Scientists at the Scripps Research Institute have found a mechanism to turn bone marrow stem cells into brain cells. It is one the press release states is not only “simple” but was “serendipitous” in its discovery.

The current method for transforming marrow cells, for use in treating things like spinal cord injuries or strokes, is described as not only cumbersome but also risky. But this latest find, which was uncovered by scientists researching antibodies that activate a growth-stimulating receptor on the marrow cells, pointed to one type of antibody that causes the marrow stem cells to become a nearly mature form of brain cell.

“These results highlight the potential of antibodies as versatile manipulators of cellular functions,” Richard Lerner, the Lita Annenberg Hazen Professor of Immunochemistry at the institute and principal investigator for the new study said in a statement. “This is a far cry from the way antibodies used to be thought of—as molecules that were selected simply for binding and not function.”

In the research of one isolated antibody that activated the marrow stem cells growth receptors, researcher Jia Xie in Lerner’s laboratory said the cells started “becoming long and thin and attaching to the bottom of the dish.” Lerner speculated, and later confirmed through tests, that they were becoming neural progenitor cells.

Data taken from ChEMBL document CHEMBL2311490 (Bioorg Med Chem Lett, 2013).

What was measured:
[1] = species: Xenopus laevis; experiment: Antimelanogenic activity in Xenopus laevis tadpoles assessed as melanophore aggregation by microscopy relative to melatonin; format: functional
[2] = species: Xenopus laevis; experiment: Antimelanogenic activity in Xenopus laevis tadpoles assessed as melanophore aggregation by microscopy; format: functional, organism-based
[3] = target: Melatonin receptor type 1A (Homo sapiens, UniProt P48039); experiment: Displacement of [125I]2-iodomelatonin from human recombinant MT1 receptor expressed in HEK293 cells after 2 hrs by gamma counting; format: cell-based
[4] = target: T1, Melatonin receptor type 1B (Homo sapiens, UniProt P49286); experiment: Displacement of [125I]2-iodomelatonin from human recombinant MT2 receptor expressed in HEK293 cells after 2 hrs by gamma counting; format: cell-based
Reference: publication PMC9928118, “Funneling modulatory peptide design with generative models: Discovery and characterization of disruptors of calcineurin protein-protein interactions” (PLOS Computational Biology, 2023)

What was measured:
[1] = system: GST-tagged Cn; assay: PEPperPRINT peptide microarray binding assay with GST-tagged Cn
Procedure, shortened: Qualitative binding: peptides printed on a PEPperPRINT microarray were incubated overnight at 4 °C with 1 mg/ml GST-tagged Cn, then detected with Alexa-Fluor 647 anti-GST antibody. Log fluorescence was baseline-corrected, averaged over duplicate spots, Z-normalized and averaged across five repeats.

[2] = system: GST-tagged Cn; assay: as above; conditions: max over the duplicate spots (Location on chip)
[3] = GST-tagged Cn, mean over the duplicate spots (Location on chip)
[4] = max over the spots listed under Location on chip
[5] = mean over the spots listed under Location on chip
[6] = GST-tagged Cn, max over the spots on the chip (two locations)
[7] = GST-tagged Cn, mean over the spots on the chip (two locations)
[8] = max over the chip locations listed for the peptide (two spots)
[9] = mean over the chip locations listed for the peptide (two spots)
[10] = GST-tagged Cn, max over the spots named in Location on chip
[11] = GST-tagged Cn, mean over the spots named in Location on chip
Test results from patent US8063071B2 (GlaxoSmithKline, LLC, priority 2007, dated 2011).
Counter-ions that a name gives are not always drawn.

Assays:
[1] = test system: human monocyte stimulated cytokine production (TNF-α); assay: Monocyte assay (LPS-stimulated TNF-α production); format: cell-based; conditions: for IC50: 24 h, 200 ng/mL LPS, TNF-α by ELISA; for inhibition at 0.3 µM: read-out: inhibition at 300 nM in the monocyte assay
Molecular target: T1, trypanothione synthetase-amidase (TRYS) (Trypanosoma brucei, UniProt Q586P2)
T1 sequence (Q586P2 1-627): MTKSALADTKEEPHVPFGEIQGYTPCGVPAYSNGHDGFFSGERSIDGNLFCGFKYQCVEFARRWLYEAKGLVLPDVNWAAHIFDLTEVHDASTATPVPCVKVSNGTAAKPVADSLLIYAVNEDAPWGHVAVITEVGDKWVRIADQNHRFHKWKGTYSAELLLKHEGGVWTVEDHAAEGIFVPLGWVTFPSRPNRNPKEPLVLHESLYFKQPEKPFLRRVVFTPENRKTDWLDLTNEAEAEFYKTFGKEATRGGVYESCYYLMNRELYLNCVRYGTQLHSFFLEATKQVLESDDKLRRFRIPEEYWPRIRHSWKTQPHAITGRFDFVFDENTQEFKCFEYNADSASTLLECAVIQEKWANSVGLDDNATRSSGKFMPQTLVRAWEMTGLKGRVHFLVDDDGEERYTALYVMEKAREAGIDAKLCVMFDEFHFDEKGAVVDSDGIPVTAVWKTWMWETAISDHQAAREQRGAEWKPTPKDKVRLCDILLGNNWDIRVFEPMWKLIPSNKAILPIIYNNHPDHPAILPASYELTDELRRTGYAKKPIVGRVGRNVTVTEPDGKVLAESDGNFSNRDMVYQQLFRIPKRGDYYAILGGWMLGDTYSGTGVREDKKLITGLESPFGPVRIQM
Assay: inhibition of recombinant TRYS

This process of changing a one cell into a completely different type is called transdifferentiation. Lerner said in a statement that he doesn’t know of any other laboratories that have been able to use a single protein to accomplish this, as their research published in the Proceedings of the National Academy of Sciences has. Current techniques for transdifferentiation involve deprogramming cells to a state that is like that of embryonic stem cells and reprogramming them, the press release explained.

Here’s how this new method of cell transdifferentiation could be used:

In principle, according to Lerner, an antibody such as the one they have discovered could be injected directly into the bloodstream of a sick patient. From the bloodstream it would find its way to the marrow, and, for example, convert some marrow stem cells into neural progenitor cells. “Those neural progenitors would infiltrate the brain, find areas of damage and help repair them,” he said.
U.S. World News and Report stated that the team will conduct animal tests using the technique and hope to collaborate with researchers working on regenerating eye nerves.